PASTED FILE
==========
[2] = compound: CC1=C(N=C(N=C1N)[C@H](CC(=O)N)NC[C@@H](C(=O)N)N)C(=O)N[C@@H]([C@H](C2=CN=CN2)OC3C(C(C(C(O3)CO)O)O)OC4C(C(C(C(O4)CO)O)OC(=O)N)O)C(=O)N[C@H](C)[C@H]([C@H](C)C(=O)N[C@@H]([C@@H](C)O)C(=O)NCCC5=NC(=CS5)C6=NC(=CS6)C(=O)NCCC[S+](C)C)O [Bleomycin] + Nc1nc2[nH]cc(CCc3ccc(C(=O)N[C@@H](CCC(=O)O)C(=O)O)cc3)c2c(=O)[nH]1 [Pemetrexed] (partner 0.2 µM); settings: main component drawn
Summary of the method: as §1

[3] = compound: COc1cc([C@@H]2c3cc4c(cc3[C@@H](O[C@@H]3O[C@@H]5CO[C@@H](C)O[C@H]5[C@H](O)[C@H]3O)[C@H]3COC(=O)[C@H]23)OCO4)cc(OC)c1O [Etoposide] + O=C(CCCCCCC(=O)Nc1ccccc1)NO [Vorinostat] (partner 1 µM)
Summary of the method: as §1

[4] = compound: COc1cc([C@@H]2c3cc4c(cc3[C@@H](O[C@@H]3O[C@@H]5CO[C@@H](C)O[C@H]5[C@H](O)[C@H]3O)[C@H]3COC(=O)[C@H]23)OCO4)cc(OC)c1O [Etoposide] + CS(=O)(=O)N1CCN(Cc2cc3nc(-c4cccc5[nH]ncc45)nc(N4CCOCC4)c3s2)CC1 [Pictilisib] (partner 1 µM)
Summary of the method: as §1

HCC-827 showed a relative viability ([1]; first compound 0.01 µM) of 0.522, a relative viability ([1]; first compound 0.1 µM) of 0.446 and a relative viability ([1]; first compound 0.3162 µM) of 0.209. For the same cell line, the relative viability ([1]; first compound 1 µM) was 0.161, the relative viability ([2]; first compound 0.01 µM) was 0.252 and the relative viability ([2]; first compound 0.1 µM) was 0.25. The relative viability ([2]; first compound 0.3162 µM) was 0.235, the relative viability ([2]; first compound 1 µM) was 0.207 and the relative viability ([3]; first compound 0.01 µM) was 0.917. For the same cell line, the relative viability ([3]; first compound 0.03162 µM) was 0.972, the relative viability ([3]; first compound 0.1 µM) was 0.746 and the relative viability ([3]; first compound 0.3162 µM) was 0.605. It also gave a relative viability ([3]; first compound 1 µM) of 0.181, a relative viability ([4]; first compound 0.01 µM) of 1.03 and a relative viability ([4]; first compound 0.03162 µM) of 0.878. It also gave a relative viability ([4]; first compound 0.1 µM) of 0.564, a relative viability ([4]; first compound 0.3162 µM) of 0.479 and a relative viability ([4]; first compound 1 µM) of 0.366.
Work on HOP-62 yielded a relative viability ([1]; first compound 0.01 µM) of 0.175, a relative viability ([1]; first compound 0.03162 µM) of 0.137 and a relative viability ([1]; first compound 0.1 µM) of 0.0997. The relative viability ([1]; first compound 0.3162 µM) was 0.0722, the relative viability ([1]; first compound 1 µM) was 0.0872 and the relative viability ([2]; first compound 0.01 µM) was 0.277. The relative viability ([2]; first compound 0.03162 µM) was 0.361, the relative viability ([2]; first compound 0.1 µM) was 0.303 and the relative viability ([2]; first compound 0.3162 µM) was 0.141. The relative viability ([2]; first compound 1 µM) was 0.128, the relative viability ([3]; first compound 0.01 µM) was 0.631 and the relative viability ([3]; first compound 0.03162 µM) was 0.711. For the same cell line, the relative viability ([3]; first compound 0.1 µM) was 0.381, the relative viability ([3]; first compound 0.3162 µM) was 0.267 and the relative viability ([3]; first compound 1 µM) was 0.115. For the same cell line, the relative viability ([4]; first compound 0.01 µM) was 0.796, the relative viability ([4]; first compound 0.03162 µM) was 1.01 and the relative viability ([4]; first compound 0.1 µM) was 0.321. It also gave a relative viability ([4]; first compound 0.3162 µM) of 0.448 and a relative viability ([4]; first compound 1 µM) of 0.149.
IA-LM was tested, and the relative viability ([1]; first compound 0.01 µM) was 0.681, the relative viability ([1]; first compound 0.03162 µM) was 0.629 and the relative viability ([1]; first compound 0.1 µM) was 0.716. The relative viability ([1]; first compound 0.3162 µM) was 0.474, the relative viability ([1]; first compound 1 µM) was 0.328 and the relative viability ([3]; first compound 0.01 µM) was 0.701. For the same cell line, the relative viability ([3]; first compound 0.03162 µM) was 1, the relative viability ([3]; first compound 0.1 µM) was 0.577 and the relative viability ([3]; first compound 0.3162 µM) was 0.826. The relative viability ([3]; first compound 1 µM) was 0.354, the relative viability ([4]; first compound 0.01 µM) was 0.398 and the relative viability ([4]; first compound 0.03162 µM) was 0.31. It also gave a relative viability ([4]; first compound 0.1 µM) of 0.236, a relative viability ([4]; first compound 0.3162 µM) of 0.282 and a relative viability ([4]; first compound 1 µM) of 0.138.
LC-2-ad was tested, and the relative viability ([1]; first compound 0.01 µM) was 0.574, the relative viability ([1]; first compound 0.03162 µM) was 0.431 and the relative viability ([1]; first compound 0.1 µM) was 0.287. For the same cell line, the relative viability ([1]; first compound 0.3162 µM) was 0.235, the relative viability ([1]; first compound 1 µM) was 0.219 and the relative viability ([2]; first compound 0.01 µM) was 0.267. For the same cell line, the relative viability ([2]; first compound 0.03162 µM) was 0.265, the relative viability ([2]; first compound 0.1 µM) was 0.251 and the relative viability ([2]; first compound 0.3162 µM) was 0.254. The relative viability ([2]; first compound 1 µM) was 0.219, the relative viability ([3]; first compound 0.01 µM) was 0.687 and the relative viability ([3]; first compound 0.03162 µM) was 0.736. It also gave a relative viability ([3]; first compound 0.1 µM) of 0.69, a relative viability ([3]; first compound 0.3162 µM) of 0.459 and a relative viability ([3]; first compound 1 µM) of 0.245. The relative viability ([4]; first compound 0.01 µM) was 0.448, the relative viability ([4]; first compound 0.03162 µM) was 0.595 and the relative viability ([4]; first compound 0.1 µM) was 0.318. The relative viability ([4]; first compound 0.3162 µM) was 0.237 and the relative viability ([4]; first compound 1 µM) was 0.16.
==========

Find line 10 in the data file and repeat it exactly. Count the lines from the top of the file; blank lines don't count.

LC-2-ad was tested, and the relative viability ([1]; first compound 0.01 µM) was 0.574, the relative viability ([1]; first compound 0.03162 µM) was 0.431 and the relative viability ([1]; first compound 0.1 µM) was 0.287. For the same cell line, the relative viability ([1]; first compound 0.3162 µM) was 0.235, the relative viability ([1]; first compound 1 µM) was 0.219 and the relative viability ([2]; first compound 0.01 µM) was 0.267. For the same cell line, the relative viability ([2]; first compound 0.03162 µM) was 0.265, the relative viability ([2]; first compound 0.1 µM) was 0.251 and the relative viability ([2]; first compound 0.3162 µM) was 0.254. The relative viability ([2]; first compound 1 µM) was 0.219, the relative viability ([3]; first compound 0.01 µM) was 0.687 and the relative viability ([3]; first compound 0.03162 µM) was 0.736. It also gave a relative viability ([3]; first compound 0.1 µM) of 0.69, a relative viability ([3]; first compound 0.3162 µM) of 0.459 and a relative viability ([3]; first compound 1 µM) of 0.245. The relative viability ([4]; first compound 0.01 µM) was 0.448, the relative viability ([4]; first compound 0.03162 µM) was 0.595 and the relative viability ([4]; first compound 0.1 µM) was 0.318. The relative viability ([4]; first compound 0.3162 µM) was 0.237 and the relative viability ([4]; first compound 1 µM) was 0.16.